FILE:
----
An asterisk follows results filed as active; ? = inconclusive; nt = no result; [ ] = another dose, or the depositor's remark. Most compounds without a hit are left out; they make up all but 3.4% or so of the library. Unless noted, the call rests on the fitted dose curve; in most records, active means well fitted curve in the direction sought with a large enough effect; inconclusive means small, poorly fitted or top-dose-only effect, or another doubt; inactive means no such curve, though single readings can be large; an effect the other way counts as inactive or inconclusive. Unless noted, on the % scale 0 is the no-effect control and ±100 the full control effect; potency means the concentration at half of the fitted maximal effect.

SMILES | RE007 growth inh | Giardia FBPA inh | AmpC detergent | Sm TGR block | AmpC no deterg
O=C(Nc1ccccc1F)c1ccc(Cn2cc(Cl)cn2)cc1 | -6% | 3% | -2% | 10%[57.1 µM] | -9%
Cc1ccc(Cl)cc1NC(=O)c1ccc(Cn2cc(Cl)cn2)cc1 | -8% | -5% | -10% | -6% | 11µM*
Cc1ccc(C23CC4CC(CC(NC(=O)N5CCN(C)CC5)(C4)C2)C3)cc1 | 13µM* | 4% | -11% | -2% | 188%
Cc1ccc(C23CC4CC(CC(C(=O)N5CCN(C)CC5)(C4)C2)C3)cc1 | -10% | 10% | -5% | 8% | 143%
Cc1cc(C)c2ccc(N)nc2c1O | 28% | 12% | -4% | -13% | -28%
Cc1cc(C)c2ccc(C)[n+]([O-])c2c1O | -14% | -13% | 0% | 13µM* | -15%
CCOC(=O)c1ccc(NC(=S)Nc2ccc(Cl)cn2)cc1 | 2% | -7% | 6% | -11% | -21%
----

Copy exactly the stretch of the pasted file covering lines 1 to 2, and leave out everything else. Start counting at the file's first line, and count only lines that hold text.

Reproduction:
An asterisk follows results filed as active; ? = inconclusive; nt = no result; [ ] = another dose, or the depositor's remark. Most compounds without a hit are left out; they make up all but 3.4% or so of the library. Unless noted, the call rests on the fitted dose curve; in most records, active means well fitted curve in the direction sought with a large enough effect; inconclusive means small, poorly fitted or top-dose-only effect, or another doubt; inactive means no such curve, though single readings can be large; an effect the other way counts as inactive or inconclusive. Unless noted, on the % scale 0 is the no-effect control and ±100 the full control effect; potency means the concentration at half of the fitted maximal effect.

SMILES | RE007 growth inh | Giardia FBPA inh | AmpC detergent | Sm TGR block | AmpC no deterg